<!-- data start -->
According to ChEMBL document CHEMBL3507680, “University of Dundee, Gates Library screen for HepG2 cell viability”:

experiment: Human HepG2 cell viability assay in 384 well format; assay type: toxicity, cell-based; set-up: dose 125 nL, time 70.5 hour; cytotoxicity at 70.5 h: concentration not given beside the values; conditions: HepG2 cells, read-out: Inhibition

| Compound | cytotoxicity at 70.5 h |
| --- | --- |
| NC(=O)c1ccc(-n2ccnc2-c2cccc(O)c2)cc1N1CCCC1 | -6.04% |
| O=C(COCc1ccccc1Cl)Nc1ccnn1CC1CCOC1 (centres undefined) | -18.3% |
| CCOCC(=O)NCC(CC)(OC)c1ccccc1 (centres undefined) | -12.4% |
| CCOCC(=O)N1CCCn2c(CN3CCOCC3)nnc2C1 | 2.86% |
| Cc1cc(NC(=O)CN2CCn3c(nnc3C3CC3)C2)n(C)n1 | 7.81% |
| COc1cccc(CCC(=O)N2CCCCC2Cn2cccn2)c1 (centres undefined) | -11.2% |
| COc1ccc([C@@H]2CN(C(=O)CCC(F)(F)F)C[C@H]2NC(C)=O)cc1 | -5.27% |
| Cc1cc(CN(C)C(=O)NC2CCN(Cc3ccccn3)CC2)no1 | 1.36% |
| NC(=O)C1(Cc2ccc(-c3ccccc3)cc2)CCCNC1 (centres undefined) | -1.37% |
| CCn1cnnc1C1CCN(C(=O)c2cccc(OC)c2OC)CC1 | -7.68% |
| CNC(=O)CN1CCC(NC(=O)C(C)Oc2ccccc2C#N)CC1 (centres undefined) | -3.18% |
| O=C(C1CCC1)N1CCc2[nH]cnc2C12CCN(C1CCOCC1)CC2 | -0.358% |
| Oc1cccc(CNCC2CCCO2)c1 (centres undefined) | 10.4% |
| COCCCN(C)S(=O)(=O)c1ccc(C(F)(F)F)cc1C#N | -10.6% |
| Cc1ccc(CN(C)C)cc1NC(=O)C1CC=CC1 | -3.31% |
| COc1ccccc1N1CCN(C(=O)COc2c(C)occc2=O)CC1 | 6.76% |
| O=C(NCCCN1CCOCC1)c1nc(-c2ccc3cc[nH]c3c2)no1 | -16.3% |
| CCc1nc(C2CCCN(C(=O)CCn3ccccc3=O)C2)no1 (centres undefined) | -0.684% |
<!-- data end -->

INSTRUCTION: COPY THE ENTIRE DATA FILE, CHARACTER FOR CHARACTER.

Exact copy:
According to ChEMBL document CHEMBL3507680, “University of Dundee, Gates Library screen for HepG2 cell viability”:

experiment: Human HepG2 cell viability assay in 384 well format; assay type: toxicity, cell-based; set-up: dose 125 nL, time 70.5 hour; cytotoxicity at 70.5 h: concentration not given beside the values; conditions: HepG2 cells, read-out: Inhibition

| Compound | cytotoxicity at 70.5 h |
| --- | --- |
| NC(=O)c1ccc(-n2ccnc2-c2cccc(O)c2)cc1N1CCCC1 | -6.04% |
| O=C(COCc1ccccc1Cl)Nc1ccnn1CC1CCOC1 (centres undefined) | -18.3% |
| CCOCC(=O)NCC(CC)(OC)c1ccccc1 (centres undefined) | -12.4% |
| CCOCC(=O)N1CCCn2c(CN3CCOCC3)nnc2C1 | 2.86% |
| Cc1cc(NC(=O)CN2CCn3c(nnc3C3CC3)C2)n(C)n1 | 7.81% |
| COc1cccc(CCC(=O)N2CCCCC2Cn2cccn2)c1 (centres undefined) | -11.2% |
| COc1ccc([C@@H]2CN(C(=O)CCC(F)(F)F)C[C@H]2NC(C)=O)cc1 | -5.27% |
| Cc1cc(CN(C)C(=O)NC2CCN(Cc3ccccn3)CC2)no1 | 1.36% |
| NC(=O)C1(Cc2ccc(-c3ccccc3)cc2)CCCNC1 (centres undefined) | -1.37% |
| CCn1cnnc1C1CCN(C(=O)c2cccc(OC)c2OC)CC1 | -7.68% |
| CNC(=O)CN1CCC(NC(=O)C(C)Oc2ccccc2C#N)CC1 (centres undefined) | -3.18% |
| O=C(C1CCC1)N1CCc2[nH]cnc2C12CCN(C1CCOCC1)CC2 | -0.358% |
| Oc1cccc(CNCC2CCCO2)c1 (centres undefined) | 10.4% |
| COCCCN(C)S(=O)(=O)c1ccc(C(F)(F)F)cc1C#N | -10.6% |
| Cc1ccc(CN(C)C)cc1NC(=O)C1CC=CC1 | -3.31% |
| COc1ccccc1N1CCN(C(=O)COc2c(C)occc2=O)CC1 | 6.76% |
| O=C(NCCCN1CCOCC1)c1nc(-c2ccc3cc[nH]c3c2)no1 | -16.3% |
| CCc1nc(C2CCCN(C(=O)CCn3ccccc3=O)C2)no1 (centres undefined) | -0.684% |